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Lymphoma of the Ovary: A Case Report and a Review of the Literature HOWARD D. Fox, D.O.,’ E. N. CARTNICK, M.D., FACOG, PANTELEYMON SHOHOV, M.D.,FCAP, AND EDWARD C. ZAINO, M.D.,FACP Departments of Obstetrics and Gynecology of Mercy Hospital, Rockville Centre, New York, and Nassau County Medical Center, East Meadow, New York, and Department of Pathology, Mercy Hospital. Rockville Centre, New York Received

August 19, 1975

Malignant lymphoma involving the ovary in cases of generalized lymphomatous disease is not infrequent in autopsy findings. Actural clinical problems involving lymphoma of the ovary are much less common. In this report a case is discussed to show an actual clinical situation that covers pre- and postoperative care and therapy. A review of the literature concerning the incidence, arguments for primary or secondary involvement of the ovary, and a variation of treatment of lymphoma of the ovary is presented.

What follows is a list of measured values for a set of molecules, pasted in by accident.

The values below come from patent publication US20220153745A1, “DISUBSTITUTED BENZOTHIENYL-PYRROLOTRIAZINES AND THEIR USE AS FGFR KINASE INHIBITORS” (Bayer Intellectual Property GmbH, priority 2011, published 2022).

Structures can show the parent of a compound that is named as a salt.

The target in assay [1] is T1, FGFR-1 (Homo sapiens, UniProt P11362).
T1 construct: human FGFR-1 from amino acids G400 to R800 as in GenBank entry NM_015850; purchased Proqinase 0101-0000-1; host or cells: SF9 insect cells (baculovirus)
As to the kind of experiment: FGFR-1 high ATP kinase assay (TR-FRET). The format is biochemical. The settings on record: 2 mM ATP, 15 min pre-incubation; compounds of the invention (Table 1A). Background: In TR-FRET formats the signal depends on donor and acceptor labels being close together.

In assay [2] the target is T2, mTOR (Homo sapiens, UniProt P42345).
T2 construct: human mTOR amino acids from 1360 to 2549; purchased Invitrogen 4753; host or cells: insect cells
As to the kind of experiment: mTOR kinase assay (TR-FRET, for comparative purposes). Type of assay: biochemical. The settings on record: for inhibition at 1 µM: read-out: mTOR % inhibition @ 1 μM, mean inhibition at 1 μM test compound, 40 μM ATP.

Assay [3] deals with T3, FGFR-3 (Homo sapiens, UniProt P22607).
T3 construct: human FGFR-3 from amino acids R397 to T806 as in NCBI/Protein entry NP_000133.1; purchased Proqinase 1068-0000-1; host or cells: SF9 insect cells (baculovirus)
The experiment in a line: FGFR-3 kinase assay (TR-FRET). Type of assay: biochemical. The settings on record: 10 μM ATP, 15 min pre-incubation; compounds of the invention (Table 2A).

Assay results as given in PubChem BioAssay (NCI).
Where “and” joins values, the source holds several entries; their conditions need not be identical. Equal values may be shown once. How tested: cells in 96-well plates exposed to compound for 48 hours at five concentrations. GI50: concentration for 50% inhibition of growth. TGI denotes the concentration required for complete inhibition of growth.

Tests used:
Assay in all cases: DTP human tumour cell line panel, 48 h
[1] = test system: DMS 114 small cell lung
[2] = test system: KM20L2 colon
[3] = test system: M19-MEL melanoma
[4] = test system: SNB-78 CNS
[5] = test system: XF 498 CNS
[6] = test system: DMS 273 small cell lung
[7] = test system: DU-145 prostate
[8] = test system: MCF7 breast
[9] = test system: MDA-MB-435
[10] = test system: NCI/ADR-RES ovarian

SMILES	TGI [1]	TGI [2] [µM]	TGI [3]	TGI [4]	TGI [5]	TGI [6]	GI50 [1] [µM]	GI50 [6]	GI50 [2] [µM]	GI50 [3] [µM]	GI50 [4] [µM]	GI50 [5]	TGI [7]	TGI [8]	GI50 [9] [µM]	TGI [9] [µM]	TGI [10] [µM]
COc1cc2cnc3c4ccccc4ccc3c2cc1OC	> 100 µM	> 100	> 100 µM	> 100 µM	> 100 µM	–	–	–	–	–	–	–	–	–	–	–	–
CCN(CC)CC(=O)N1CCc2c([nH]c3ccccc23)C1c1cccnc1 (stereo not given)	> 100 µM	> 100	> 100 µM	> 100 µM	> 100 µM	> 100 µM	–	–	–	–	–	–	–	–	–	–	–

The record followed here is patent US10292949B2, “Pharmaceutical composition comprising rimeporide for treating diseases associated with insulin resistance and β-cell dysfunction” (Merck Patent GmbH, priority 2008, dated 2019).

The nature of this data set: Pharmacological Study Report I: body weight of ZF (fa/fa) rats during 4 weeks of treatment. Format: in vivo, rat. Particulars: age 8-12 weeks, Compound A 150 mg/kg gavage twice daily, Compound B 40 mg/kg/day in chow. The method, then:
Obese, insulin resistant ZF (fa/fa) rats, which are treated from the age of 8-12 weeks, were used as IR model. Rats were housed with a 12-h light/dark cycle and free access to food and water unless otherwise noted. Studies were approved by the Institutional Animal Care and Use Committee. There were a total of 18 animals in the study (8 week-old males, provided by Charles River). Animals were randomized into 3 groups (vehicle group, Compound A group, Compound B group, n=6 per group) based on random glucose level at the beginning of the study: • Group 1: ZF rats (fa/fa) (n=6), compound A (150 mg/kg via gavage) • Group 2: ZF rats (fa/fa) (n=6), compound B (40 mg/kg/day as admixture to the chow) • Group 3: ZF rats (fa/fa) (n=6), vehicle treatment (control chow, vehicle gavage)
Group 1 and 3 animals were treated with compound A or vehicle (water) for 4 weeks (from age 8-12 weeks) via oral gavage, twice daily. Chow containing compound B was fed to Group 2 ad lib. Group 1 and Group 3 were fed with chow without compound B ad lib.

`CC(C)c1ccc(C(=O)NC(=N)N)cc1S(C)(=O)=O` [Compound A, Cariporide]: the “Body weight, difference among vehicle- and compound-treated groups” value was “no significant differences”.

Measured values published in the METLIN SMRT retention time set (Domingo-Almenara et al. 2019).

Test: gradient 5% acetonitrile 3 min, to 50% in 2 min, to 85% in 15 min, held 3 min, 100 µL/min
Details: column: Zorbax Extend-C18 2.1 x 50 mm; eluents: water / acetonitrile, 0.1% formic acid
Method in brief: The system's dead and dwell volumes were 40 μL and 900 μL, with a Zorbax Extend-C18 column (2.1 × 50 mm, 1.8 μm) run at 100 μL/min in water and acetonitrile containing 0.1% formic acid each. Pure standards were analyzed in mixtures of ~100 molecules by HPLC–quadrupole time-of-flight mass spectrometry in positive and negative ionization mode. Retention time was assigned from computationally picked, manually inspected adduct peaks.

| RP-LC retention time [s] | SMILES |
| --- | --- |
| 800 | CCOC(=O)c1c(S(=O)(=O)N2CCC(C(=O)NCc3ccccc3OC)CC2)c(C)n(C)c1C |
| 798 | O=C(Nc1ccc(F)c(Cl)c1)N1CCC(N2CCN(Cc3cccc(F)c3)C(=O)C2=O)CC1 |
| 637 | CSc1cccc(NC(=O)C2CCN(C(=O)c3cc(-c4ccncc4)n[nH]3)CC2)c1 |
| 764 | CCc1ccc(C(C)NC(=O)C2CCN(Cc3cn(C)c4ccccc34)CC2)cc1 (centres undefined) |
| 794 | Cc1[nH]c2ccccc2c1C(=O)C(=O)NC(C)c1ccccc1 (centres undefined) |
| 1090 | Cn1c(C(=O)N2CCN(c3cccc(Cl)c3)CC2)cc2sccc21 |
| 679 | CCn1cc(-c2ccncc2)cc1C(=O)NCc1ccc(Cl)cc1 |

Malignant lymphoma designates “primary malignant tumors of reticular tissue that are composed of primitive reticular cells, their histocytic or lymphocytic derivatives or combinations of these cells” [ 11. From the existing literature, primary or secondary malignant lymphomatous involvement of the female genital tract is rarely encountered; when involvement is present, it is the ovary that is most frequently affected [2]. At autopsy, lymphoma of the ovary is not an infrequent finding in generalized lymphomatous disease, but only a small fraction of women will have ovarian involvement as an initial manifestation of the disease I?, 3,41. A review of the literature shows surprisingly few case reports of clinically significant lymphomatous involvement of the ovary. In a report in 1963, among all the cases of sarcoma, lymphoma, and unclassified tumors recorded in the Ovarian Tumor Registry of the American Gynecological Society, there were 35 cases of lymphoma of the ovary [ 41. The occurrence of malignant lymphomas (generalized or localized) affecting females in relation to cases with ovarian involvement is seen in Table 1. CASE REPORT A 16yr-old white female, Gravida 0, Pat-a 0, whose last menstrual period occurred 3 weeks prior to admission was admitted to Mercy Hospital with a 3-week history of abdominal distention and discomfort. She described a loss of appetite and 5-lb weight loss over the past month. She also reported low grade fever for the 4 days prior to admission. 1 Send correspondence York 11501.